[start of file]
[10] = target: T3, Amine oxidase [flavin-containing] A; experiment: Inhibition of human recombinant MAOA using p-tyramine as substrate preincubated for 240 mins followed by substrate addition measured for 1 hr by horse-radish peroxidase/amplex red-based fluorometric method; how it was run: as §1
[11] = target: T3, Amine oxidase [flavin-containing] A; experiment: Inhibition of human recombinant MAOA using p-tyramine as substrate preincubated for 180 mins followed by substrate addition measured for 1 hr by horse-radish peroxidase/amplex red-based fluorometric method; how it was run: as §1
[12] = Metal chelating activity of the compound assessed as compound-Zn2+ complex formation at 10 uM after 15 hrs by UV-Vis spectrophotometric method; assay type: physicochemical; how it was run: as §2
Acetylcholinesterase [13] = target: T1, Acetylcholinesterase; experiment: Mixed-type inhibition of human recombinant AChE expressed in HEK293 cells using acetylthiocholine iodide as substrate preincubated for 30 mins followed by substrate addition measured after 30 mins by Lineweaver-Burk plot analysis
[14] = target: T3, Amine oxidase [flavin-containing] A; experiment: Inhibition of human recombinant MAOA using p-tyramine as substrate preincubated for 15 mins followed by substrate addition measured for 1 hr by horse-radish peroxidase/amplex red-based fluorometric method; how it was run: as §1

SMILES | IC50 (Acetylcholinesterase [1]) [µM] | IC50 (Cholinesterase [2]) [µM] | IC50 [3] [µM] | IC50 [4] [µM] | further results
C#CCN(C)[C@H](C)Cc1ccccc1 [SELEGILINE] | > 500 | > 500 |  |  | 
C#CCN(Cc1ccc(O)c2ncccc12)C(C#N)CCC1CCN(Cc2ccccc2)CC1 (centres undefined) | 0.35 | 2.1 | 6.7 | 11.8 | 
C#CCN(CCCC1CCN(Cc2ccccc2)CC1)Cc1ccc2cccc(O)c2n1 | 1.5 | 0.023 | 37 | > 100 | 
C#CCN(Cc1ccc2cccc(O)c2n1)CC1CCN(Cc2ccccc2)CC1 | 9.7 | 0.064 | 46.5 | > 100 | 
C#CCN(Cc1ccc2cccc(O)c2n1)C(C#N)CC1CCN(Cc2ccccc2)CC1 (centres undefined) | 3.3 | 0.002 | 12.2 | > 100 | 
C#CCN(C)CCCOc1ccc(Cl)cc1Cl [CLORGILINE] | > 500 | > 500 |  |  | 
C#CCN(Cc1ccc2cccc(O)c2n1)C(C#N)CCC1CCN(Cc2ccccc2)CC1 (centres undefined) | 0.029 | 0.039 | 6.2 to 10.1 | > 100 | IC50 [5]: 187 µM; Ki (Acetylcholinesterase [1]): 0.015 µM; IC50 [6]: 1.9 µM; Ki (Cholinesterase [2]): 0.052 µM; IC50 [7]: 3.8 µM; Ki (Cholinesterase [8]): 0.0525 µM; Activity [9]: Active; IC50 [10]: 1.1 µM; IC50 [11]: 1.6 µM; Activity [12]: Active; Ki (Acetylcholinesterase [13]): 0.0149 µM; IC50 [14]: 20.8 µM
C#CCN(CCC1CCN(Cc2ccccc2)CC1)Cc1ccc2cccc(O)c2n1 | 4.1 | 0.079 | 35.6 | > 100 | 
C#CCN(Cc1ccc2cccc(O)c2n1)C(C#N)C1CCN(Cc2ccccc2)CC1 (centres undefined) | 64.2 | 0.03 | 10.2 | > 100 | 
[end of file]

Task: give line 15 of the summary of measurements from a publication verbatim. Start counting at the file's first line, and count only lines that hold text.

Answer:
C#CCN(Cc1ccc2cccc(O)c2n1)C(C#N)C1CCN(Cc2ccccc2)CC1 (centres undefined) | 64.2 | 0.03 | 10.2 | > 100 | 